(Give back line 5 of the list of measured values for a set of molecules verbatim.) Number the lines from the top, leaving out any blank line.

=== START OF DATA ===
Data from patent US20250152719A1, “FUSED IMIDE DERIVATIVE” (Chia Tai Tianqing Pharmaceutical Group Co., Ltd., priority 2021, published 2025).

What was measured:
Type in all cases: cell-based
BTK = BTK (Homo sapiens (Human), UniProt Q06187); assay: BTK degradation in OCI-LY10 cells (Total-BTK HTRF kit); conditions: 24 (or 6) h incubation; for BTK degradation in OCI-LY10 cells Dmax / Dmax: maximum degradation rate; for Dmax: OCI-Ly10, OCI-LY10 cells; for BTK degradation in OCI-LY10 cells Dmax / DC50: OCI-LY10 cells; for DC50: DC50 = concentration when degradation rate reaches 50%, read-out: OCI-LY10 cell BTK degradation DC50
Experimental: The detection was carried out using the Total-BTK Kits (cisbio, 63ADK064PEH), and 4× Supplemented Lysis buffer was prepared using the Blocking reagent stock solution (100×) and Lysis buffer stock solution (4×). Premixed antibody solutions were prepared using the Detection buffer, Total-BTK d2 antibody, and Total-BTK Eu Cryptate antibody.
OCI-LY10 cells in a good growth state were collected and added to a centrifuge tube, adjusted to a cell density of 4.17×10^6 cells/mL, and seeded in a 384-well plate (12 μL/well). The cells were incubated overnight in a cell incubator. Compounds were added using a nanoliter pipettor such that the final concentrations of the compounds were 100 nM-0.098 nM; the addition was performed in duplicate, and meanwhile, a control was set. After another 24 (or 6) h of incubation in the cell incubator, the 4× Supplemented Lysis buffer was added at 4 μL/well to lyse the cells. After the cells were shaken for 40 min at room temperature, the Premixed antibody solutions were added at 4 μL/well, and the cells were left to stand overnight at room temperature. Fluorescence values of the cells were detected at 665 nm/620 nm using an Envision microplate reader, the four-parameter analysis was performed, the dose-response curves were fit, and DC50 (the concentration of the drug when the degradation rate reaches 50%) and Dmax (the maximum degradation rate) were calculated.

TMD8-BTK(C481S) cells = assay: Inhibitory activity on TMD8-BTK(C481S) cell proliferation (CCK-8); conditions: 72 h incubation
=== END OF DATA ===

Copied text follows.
Experimental: The detection was carried out using the Total-BTK Kits (cisbio, 63ADK064PEH), and 4× Supplemented Lysis buffer was prepared using the Blocking reagent stock solution (100×) and Lysis buffer stock solution (4×). Premixed antibody solutions were prepared using the Detection buffer, Total-BTK d2 antibody, and Total-BTK Eu Cryptate antibody.